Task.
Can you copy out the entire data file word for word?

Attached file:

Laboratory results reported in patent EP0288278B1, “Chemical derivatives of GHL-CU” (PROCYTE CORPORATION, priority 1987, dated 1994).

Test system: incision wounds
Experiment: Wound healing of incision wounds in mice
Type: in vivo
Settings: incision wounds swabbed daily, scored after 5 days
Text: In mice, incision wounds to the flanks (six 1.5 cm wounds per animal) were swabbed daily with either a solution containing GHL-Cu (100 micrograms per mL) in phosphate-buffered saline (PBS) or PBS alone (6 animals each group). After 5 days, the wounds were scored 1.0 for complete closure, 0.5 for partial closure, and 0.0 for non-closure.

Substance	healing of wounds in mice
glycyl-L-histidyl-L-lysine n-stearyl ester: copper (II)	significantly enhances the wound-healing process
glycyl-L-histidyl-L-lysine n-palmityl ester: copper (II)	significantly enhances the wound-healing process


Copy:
Laboratory results reported in patent EP0288278B1, “Chemical derivatives of GHL-CU” (PROCYTE CORPORATION, priority 1987, dated 1994).

Test system: incision wounds
Experiment: Wound healing of incision wounds in mice
Type: in vivo
Settings: incision wounds swabbed daily, scored after 5 days
Text: In mice, incision wounds to the flanks (six 1.5 cm wounds per animal) were swabbed daily with either a solution containing GHL-Cu (100 micrograms per mL) in phosphate-buffered saline (PBS) or PBS alone (6 animals each group). After 5 days, the wounds were scored 1.0 for complete closure, 0.5 for partial closure, and 0.0 for non-closure.

Substance	healing of wounds in mice
glycyl-L-histidyl-L-lysine n-stearyl ester: copper (II)	significantly enhances the wound-healing process
glycyl-L-histidyl-L-lysine n-palmityl ester: copper (II)	significantly enhances the wound-healing process